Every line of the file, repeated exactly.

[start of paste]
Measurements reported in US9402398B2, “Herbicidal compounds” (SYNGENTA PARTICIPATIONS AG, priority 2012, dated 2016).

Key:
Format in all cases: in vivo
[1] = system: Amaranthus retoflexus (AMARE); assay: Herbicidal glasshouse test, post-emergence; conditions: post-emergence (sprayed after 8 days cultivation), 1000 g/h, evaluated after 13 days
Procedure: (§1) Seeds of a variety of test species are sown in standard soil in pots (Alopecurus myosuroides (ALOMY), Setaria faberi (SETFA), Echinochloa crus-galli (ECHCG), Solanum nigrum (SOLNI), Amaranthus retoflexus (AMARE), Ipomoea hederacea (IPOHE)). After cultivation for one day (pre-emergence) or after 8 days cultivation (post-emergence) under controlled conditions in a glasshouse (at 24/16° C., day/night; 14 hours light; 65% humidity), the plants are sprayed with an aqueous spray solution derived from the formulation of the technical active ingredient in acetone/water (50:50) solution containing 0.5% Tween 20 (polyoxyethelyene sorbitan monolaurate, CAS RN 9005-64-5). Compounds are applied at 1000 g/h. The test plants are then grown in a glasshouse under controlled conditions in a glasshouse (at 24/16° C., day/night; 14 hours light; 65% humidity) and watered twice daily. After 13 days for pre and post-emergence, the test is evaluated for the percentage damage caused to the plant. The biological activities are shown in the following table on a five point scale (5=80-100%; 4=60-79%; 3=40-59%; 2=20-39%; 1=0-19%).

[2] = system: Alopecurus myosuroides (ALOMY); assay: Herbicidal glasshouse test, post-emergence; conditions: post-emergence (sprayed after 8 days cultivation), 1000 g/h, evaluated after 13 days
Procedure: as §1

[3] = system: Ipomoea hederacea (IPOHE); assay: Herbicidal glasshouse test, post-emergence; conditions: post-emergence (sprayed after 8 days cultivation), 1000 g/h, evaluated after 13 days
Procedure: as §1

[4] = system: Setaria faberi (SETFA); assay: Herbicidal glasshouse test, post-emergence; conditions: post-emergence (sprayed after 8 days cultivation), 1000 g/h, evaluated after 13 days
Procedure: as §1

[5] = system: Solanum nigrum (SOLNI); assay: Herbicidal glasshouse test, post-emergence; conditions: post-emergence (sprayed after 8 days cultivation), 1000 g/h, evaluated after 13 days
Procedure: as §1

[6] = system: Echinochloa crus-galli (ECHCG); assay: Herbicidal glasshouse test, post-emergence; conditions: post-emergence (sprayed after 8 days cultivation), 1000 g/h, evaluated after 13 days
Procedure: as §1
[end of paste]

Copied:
Measurements reported in US9402398B2, “Herbicidal compounds” (SYNGENTA PARTICIPATIONS AG, priority 2012, dated 2016).

Key:
Format in all cases: in vivo
[1] = system: Amaranthus retoflexus (AMARE); assay: Herbicidal glasshouse test, post-emergence; conditions: post-emergence (sprayed after 8 days cultivation), 1000 g/h, evaluated after 13 days
Procedure: (§1) Seeds of a variety of test species are sown in standard soil in pots (Alopecurus myosuroides (ALOMY), Setaria faberi (SETFA), Echinochloa crus-galli (ECHCG), Solanum nigrum (SOLNI), Amaranthus retoflexus (AMARE), Ipomoea hederacea (IPOHE)). After cultivation for one day (pre-emergence) or after 8 days cultivation (post-emergence) under controlled conditions in a glasshouse (at 24/16° C., day/night; 14 hours light; 65% humidity), the plants are sprayed with an aqueous spray solution derived from the formulation of the technical active ingredient in acetone/water (50:50) solution containing 0.5% Tween 20 (polyoxyethelyene sorbitan monolaurate, CAS RN 9005-64-5). Compounds are applied at 1000 g/h. The test plants are then grown in a glasshouse under controlled conditions in a glasshouse (at 24/16° C., day/night; 14 hours light; 65% humidity) and watered twice daily. After 13 days for pre and post-emergence, the test is evaluated for the percentage damage caused to the plant. The biological activities are shown in the following table on a five point scale (5=80-100%; 4=60-79%; 3=40-59%; 2=20-39%; 1=0-19%).

[2] = system: Alopecurus myosuroides (ALOMY); assay: Herbicidal glasshouse test, post-emergence; conditions: post-emergence (sprayed after 8 days cultivation), 1000 g/h, evaluated after 13 days
Procedure: as §1

[3] = system: Ipomoea hederacea (IPOHE); assay: Herbicidal glasshouse test, post-emergence; conditions: post-emergence (sprayed after 8 days cultivation), 1000 g/h, evaluated after 13 days
Procedure: as §1

[4] = system: Setaria faberi (SETFA); assay: Herbicidal glasshouse test, post-emergence; conditions: post-emergence (sprayed after 8 days cultivation), 1000 g/h, evaluated after 13 days
Procedure: as §1

[5] = system: Solanum nigrum (SOLNI); assay: Herbicidal glasshouse test, post-emergence; conditions: post-emergence (sprayed after 8 days cultivation), 1000 g/h, evaluated after 13 days
Procedure: as §1

[6] = system: Echinochloa crus-galli (ECHCG); assay: Herbicidal glasshouse test, post-emergence; conditions: post-emergence (sprayed after 8 days cultivation), 1000 g/h, evaluated after 13 days
Procedure: as §1